The Importance of Virtualization

May 28, 2008

I’m proud to share another in a series of guest posts written by Lijit employees. This week we present an installment from Mike, who seemed overly excited about writing and sharing this post.

Hi, I’m Mike Merideth, the Director of IT here at Lijit, and I’m going to talk a little bit about the nuts and bolts of how we do what we do. Over the past year I’ve had the opportunity to design and implement the production network and server infrastructure on which Lijit runs. It’s been a great year of challenges and breakthroughs, but if there’s one key architectural concept that has gotten Lijit to where it is today, it is virtualization. We use Xen for our virtualization technology, which has the advantage of being free Software (both in the “free beer” sense and the “free speech” sense). CentOS 5.1 (a Linux distribution which is based on the market leader RedHat) includes this functionality out of the box, and has performed very well for us.

So why does Lijit use virtualization? There are a number of good reasons:

Flexibility: When you’re launching a new web product, it can be hard to predict what pieces of the application will need more resources than you originally gave them, and which will need less. We’re able to change the amount of memory, the number of CPUs and the amount of disk space a server has quickly, easily and remotely.

Availability: Because we use an iSCSI SAN for most all of our storage, we can move virtual servers between pieces of physical hardware. So if we lose one of our physical servers, we can quickly bring up the virtual servers it hosted somewhere else.

Resource utilization: CPUs today are incredibly fast and powerful; far more so than most applications need. Similarly, RAM has become cheap enough that a server with 16 or even 32 gigabytes of RAM is not particularly unusual, or particularly expensive. Running a simple web server on such a system would be a waste of CPU and memory, and therefore a waste of electricity. If you can run several virtual servers on such a system, however, you can get the maximum return on your investment by making sure you’re fully utilizing all of the CPUs and all of the RAM. Which is all tied to…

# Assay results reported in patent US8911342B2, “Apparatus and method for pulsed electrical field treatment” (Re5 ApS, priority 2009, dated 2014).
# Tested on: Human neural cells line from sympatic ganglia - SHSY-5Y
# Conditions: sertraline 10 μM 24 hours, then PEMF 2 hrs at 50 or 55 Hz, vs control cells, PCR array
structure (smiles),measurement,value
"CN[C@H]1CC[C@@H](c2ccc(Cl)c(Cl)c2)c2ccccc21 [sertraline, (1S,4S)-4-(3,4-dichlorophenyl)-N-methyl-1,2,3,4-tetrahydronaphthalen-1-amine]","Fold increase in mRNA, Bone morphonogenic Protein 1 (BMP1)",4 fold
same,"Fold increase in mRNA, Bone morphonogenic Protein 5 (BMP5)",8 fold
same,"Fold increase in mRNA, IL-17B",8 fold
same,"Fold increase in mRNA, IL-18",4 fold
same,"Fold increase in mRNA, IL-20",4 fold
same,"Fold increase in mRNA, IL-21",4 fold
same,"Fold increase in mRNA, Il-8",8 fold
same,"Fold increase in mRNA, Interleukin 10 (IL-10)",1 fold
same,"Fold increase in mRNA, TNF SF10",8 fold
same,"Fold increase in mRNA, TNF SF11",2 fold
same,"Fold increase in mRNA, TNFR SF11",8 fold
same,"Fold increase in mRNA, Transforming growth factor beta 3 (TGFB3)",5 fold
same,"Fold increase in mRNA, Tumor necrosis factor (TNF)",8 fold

Cost savings: Colocation is expensive, and electricity certainly isn’t getting any cheaper. Using virtualization means we can get the absolute greatest value out of the rack space and electricity we’re paying for.

As of right now, we’re running about 200 virtual servers on about 25 physical servers. Just a few years ago we would have needed scores of physical servers consuming thousands and thousands of watts of power to do the work we’re able to do in this relatively modest environment. For a startup that would mean a higher burn rate with a shorter runway, and greater stock dilution for the founding stakeholders because of the amount of capital needed to get the work done. If you’re trying to get a tech startup off the ground, you owe it to yourself to see if you can leverage virtualization in your IT architecture. You’d really be crazy not too.

If you managed to read this post without your eyes glazing over, you may be interested in my new Linux infrastructure blog at http://linfrastructure.blogspot.com. I’m keeping notes on my experiences there, in the hopes that what I’ve learned over the past year can benefit others who find themselves in the same boat.

Photo credit: Leonard John Matthews

  • Thanks for the feedback everyone. As one might expect, management quickly becomes an issue if you're one or two people managing a couple hundred virtual machines. We're beginning to use cfengine (http://www.cfengine.com) as a method of keeping all of our VM's in line and up-to-date. Combined with Nagios for monitoring, we're able to sleep nights knowing that all's well, or at least we'll hear about it quickly if it isn't.

    Virtualization also affords the ability to add more redundancy than might be practical on physical servers. We're always looking for ways to leverage that advantage to identify and eliminate single points of failure.

  • thank you for this post

  • Interesting post. This sounds like you have built a very nice system that works for you. I am interested in what set of tools that you use to maintain health and quality of service for the sytsems that you deploy?

  • Great nerdy post Mike. Got to have lots of virtual servers for lots of real publishers!

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